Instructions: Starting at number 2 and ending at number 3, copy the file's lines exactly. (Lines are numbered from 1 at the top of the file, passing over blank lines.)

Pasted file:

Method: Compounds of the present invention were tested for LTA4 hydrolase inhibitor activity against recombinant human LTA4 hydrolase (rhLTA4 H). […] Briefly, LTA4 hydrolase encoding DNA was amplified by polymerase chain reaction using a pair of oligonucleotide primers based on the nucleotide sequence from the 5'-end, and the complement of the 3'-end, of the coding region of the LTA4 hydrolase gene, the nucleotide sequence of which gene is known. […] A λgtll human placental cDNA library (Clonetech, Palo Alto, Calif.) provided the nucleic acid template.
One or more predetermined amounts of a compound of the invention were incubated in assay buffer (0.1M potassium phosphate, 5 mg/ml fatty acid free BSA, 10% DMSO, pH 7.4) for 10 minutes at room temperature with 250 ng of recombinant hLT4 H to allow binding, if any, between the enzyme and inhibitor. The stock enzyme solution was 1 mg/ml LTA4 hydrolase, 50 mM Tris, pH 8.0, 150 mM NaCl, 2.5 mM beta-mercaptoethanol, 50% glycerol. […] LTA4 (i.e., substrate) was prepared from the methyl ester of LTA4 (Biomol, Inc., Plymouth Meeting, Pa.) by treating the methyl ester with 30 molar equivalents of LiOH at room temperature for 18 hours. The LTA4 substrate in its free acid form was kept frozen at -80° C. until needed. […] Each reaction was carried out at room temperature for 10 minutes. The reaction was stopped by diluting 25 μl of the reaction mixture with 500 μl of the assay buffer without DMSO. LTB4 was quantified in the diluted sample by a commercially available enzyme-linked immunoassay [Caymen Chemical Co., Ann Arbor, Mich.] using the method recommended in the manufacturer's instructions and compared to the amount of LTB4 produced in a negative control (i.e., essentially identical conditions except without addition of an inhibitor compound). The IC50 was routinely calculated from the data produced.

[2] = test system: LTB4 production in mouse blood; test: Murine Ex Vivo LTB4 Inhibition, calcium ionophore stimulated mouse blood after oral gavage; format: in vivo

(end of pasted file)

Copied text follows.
One or more predetermined amounts of a compound of the invention were incubated in assay buffer (0.1M potassium phosphate, 5 mg/ml fatty acid free BSA, 10% DMSO, pH 7.4) for 10 minutes at room temperature with 250 ng of recombinant hLT4 H to allow binding, if any, between the enzyme and inhibitor. The stock enzyme solution was 1 mg/ml LTA4 hydrolase, 50 mM Tris, pH 8.0, 150 mM NaCl, 2.5 mM beta-mercaptoethanol, 50% glycerol. […] LTA4 (i.e., substrate) was prepared from the methyl ester of LTA4 (Biomol, Inc., Plymouth Meeting, Pa.) by treating the methyl ester with 30 molar equivalents of LiOH at room temperature for 18 hours. The LTA4 substrate in its free acid form was kept frozen at -80° C. until needed. […] Each reaction was carried out at room temperature for 10 minutes. The reaction was stopped by diluting 25 μl of the reaction mixture with 500 μl of the assay buffer without DMSO. LTB4 was quantified in the diluted sample by a commercially available enzyme-linked immunoassay [Caymen Chemical Co., Ann Arbor, Mich.] using the method recommended in the manufacturer's instructions and compared to the amount of LTB4 produced in a negative control (i.e., essentially identical conditions except without addition of an inhibitor compound). The IC50 was routinely calculated from the data produced.

[2] = test system: LTB4 production in mouse blood; test: Murine Ex Vivo LTB4 Inhibition, calcium ionophore stimulated mouse blood after oral gavage; format: in vivo